Sports Injuries Caused 1 in 5 Emergency Department Visits for Kids
AHRQ News and Numbers, July 1, 2009
Sports-related injuries such as bruises, scrapes, and broken bones accounted for 22 percent of hospital emergency department visits for children ages 5 to 17 in 2006, according to the latest News and Numbers from the Agency for Healthcare Research and Quality (AHRQ).
The Federal agency's analysis also shows that in 2006:
- Boys had 3 times more visits to treat sports injuries than did girls (147 visits per 10,000 children vs. 50 visits per 10,000 children).
- Teens were 5 times more likely than children to be treated for sports injuries in emergency departments (154 visits per 10,000 15 to 17 year-olds vs. 30 visits per 10,000 5 to 9 year-olds).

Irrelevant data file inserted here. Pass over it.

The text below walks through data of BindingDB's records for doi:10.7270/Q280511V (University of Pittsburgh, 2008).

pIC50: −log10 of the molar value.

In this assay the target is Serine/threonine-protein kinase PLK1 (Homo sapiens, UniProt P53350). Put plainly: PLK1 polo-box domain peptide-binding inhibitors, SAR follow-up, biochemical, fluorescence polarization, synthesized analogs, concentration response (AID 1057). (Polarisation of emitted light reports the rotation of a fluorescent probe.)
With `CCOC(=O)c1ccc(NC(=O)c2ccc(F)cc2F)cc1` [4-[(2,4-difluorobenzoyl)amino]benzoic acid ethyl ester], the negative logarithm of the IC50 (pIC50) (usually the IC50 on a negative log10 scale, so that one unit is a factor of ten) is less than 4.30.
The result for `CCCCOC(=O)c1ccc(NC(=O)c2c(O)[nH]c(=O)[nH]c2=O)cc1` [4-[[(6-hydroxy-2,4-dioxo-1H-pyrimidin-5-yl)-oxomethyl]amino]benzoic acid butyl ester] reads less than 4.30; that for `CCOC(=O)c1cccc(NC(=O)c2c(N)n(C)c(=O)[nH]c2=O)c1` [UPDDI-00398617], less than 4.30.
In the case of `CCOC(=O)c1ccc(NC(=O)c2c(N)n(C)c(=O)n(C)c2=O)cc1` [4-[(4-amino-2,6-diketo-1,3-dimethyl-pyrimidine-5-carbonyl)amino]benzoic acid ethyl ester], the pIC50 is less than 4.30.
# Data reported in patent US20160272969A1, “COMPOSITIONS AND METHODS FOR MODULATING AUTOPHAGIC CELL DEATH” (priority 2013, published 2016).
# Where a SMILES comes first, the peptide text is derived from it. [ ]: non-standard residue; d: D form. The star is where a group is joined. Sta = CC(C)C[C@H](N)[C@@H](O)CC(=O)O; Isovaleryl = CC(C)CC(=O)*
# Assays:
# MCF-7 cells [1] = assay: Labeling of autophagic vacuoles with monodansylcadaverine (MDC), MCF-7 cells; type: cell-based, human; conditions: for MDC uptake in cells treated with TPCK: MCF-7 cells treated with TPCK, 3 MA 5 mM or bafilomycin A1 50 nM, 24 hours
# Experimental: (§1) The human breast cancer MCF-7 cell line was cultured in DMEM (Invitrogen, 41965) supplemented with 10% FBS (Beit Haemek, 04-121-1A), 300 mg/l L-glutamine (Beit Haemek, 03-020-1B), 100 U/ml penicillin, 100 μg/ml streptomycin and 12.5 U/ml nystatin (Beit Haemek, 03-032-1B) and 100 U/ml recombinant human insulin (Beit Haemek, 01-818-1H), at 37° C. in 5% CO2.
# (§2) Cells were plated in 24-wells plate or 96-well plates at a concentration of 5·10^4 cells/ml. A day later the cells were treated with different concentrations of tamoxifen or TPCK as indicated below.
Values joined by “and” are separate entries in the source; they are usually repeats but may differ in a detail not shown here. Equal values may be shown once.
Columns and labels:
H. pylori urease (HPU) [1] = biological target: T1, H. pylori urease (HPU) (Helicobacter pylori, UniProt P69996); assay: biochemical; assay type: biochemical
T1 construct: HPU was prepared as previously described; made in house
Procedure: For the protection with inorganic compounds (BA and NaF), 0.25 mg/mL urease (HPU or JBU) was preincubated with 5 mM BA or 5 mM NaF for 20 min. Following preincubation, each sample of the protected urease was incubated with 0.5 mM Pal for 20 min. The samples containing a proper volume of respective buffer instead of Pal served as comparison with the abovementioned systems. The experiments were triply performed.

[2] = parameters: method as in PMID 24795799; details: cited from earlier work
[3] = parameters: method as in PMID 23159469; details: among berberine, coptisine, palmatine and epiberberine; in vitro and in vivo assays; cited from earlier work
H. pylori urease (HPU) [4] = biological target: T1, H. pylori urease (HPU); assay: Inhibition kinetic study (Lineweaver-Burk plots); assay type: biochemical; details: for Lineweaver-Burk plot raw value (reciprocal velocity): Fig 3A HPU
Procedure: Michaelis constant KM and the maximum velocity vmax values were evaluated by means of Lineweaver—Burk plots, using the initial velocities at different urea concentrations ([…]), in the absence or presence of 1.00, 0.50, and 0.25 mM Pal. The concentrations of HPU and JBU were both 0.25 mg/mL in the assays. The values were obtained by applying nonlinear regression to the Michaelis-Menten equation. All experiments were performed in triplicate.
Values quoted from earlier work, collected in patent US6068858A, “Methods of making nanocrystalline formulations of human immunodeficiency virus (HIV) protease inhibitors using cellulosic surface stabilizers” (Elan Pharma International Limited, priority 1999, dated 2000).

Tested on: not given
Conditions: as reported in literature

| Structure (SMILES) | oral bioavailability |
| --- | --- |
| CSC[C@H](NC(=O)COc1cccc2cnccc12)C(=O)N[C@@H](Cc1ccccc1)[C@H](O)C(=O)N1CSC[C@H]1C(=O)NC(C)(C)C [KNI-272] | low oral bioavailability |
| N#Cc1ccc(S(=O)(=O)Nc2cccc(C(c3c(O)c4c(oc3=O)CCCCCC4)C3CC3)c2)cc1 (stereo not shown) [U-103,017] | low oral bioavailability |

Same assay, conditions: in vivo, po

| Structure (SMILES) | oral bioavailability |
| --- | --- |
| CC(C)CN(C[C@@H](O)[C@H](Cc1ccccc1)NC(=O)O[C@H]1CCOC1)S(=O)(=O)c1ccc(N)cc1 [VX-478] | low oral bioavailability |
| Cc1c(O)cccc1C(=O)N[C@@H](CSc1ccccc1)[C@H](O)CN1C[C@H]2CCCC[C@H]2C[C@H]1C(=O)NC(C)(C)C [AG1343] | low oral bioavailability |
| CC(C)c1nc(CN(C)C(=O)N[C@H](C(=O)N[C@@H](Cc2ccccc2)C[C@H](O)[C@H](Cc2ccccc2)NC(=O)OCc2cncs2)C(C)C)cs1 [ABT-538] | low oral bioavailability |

- Some 81 percent of all visits were for bruises, sprains and strains, arm fractures, or cuts and scrapes to the head, neck, or chest.
- Only 1.3 percent of visits resulted in hospital admissions, mostly for leg and arm fractures. In nearly 99 percent of visits, the children were treated and released.
This AHRQ News and Numbers is based on data in Sports Injuries in Children Requiring Hospital Emergency Care, 2006. The report uses statistics from the 2006 Nationwide Inpatient Sample, a database of hospital inpatient stays that is nationally representative of inpatient stays in all short-term, non-Federal hospitals. The data are drawn from hospitals that comprise 90 percent of all discharges in the United States and include all patients, regardless of insurance type, as well as the uninsured.
For more information, or to speak with an AHRQ data expert, please contact Bob Isquith at Bob.Isquith@ahrq.hhs.gov (301) 427-1539).